18. Perspectives on the Pure-Tone Audiogram.

    Science.gov (United States)

    Musiek, Frank E; Shinn, Jennifer; Chermak, Gail D; Bamiou, Doris-Eva

    The pure-tone audiogram, though fundamental to audiology, presents limitations, especially in the case of central auditory involvement. Advances in auditory neuroscience underscore the considerably larger role of the central auditory nervous system (CANS) in hearing and related disorders. Given the availability of behavioral audiological tests and electrophysiological procedures that can provide better insights as to the function of the various components of the auditory system, this perspective piece reviews the limitations of the pure-tone audiogram and notes some of the advantages of other tests and procedures used in tandem with the pure-tone threshold measurement. To review and synthesize the literature regarding the utility and limitations of the pure-tone audiogram in determining dysfunction of peripheral sensory and neural systems, as well as the CANS, and to identify other tests and procedures that can supplement pure-tone thresholds and provide enhanced diagnostic insight, especially regarding problems of the central auditory system. A systematic review and synthesis of the literature. The authors independently searched and reviewed literature (journal articles, book chapters) pertaining to the limitations of the pure-tone audiogram. The pure-tone audiogram provides information as to hearing sensitivity across a selected frequency range. Normal or near-normal pure-tone thresholds sometimes are observed despite cochlear damage. There are a surprising number of patients with acoustic neuromas who have essentially normal pure-tone thresholds. In cases of central deafness, depressed pure-tone thresholds may not accurately reflect the status of the peripheral auditory system. Listening difficulties are seen in the presence of normal pure-tone thresholds. Suprathreshold procedures and a variety of other tests can provide information regarding other and often more central functions of the auditory system. The audiogram is a primary tool for determining type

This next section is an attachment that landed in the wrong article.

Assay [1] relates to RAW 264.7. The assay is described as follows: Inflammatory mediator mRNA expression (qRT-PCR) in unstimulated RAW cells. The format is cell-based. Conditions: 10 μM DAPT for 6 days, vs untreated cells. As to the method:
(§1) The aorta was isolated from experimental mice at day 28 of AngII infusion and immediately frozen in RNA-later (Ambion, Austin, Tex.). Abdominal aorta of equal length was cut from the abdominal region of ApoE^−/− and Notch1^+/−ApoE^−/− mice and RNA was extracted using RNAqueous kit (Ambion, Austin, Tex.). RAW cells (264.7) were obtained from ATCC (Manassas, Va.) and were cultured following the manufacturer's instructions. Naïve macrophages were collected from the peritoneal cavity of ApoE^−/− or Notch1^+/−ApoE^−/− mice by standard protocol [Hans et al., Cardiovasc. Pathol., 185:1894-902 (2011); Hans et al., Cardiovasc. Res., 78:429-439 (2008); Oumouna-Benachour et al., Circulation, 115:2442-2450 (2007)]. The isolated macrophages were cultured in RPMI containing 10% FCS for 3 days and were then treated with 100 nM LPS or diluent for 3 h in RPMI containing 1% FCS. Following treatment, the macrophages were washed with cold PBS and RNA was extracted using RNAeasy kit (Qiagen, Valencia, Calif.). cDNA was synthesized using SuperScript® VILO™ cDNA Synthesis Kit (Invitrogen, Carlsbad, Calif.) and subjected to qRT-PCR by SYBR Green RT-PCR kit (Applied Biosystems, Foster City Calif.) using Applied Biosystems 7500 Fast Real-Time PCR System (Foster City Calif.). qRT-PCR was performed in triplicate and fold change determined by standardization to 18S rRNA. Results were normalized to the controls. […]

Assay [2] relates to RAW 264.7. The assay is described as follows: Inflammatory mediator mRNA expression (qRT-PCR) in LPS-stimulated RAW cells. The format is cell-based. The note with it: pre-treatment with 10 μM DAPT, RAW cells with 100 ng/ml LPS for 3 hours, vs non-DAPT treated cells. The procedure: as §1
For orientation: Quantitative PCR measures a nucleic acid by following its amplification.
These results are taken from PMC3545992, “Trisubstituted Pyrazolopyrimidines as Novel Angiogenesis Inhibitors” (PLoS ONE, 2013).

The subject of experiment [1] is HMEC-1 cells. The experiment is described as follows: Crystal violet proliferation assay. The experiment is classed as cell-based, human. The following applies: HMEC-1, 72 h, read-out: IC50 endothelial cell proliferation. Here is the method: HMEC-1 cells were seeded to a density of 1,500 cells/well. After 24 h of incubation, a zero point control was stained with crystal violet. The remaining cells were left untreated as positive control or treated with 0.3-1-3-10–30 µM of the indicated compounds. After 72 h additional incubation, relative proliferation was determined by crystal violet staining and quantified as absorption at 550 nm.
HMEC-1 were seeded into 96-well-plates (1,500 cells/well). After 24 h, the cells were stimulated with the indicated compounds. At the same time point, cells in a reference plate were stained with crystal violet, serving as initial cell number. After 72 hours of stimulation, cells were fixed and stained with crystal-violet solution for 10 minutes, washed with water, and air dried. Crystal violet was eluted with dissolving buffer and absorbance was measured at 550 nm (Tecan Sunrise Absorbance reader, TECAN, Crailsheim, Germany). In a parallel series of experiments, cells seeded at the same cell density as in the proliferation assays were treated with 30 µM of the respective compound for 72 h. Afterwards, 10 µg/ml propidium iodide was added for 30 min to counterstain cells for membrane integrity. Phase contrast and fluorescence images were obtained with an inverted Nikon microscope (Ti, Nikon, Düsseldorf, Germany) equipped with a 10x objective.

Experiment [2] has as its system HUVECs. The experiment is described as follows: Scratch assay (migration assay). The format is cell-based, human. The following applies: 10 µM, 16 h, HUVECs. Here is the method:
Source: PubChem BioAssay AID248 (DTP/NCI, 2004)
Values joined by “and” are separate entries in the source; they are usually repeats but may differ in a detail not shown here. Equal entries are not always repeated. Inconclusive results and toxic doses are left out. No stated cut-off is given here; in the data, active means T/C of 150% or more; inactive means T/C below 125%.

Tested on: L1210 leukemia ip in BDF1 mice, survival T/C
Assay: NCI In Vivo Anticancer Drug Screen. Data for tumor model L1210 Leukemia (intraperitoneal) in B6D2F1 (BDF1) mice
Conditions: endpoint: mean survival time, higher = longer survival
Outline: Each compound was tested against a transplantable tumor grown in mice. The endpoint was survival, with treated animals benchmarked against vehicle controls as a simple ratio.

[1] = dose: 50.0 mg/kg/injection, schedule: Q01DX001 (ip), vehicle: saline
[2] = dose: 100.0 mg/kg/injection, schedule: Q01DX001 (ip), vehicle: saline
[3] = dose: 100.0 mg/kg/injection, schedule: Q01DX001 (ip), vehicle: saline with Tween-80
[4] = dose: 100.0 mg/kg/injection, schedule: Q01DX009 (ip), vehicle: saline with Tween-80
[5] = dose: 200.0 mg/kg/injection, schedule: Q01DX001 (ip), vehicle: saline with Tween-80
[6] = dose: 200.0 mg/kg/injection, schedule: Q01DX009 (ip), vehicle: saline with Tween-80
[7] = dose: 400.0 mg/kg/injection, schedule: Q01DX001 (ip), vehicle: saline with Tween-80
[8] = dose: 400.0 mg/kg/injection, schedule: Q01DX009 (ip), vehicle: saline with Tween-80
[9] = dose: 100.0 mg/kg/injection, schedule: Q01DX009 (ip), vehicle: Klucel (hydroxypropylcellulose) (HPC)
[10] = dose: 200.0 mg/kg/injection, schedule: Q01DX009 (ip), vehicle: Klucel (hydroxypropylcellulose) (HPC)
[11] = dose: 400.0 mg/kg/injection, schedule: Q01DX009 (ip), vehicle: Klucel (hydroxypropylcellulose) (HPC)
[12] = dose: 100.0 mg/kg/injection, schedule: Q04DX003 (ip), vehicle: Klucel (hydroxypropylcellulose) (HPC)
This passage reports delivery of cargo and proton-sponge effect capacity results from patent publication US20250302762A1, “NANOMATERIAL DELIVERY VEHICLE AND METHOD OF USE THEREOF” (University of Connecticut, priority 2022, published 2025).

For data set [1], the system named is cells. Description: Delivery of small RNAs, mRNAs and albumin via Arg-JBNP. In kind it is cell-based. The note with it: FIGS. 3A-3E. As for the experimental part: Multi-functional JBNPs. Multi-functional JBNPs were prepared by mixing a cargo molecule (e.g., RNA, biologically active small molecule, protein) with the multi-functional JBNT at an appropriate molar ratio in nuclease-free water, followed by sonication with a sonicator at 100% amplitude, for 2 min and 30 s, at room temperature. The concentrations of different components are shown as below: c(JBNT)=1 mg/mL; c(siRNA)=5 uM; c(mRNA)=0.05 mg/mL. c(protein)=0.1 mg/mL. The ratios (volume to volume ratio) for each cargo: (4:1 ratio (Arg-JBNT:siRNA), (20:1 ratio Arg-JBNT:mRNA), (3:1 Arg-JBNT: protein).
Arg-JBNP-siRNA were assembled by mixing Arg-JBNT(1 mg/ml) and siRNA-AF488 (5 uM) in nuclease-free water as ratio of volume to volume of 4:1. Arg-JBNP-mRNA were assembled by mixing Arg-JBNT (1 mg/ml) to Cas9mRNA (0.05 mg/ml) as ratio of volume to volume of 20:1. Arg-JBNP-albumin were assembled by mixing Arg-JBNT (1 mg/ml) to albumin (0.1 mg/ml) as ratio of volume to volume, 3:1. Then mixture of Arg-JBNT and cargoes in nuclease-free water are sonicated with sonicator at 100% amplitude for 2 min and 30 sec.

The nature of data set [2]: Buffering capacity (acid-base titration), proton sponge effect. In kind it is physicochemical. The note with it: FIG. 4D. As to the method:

19. Paroxysmal sympathetic hyperactivity: An entity to keep in mind.

    Science.gov (United States)

    Godoy, D A; Panhke, P; Guerrero Suarez, P D; Murillo-Cabezas, F

    2017-12-15

    Paroxysmal sympathetic hyperactivity (PSH) is a potentially life-threatening neurological emergency secondary to multiple acute acquired brain injuries. It is clinically characterized by the cyclic and simultaneous appearance of signs and symptoms secondary to exacerbated sympathetic discharge. The diagnosis is based on the clinical findings, and high alert rates are required. No widely available and validated homogeneous diagnostic criteria have been established to date. There have been recent consensus attempts to shed light on this obscure phenomenon. Its physiopathology is complex and has not been fully clarified. However, the excitation-inhibition model is the theory that best explains the different aspects of this condition, including the response to treatment with the available drugs. The key therapeutic references are the early recognition of the disorder, avoiding secondary injuries and the triggering of paroxysms. Once sympathetic crises occur, they must peremptorily aborted and prevented. of the later the syndrome is recognized, the poorer the patient outcome. Copyright © 2017 Elsevier España, S.L.U. y SEMICYUC. All rights reserved.

  20. Light and heavy touch reduces postural sway and modifies axial tone in Parkinson’s disease

    Science.gov (United States)

    Franzén, Erika; Paquette, Caroline; Gurfinkel, Victor; Horak, Fay

    2014-01-01